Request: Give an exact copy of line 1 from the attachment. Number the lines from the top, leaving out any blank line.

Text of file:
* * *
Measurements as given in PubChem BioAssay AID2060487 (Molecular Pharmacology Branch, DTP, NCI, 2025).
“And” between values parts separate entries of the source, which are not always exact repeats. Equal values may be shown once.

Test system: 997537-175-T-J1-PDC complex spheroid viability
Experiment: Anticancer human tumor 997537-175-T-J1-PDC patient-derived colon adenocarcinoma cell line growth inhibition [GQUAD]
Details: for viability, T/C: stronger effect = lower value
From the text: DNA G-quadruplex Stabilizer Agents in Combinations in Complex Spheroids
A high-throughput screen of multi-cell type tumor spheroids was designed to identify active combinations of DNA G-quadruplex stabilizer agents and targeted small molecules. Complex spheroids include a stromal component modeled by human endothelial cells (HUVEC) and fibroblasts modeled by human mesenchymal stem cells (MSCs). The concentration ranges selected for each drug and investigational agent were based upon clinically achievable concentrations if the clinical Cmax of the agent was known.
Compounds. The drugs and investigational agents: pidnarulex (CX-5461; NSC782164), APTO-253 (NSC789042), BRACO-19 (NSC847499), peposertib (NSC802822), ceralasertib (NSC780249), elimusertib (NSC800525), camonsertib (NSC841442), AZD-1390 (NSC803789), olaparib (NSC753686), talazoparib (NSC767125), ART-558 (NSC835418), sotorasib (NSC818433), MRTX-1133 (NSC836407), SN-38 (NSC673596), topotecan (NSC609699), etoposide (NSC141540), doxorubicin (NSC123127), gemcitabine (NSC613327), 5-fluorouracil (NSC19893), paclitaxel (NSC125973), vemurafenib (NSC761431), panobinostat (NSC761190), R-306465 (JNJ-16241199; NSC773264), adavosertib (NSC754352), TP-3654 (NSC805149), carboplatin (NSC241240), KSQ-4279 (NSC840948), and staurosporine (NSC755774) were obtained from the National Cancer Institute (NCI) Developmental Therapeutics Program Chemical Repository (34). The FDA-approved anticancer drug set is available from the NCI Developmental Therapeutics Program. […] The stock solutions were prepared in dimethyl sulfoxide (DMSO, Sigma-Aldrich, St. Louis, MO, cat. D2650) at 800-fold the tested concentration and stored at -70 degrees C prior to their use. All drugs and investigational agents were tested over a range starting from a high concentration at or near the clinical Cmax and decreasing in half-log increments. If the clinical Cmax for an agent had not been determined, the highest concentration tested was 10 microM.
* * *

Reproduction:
Measurements as given in PubChem BioAssay AID2060487 (Molecular Pharmacology Branch, DTP, NCI, 2025).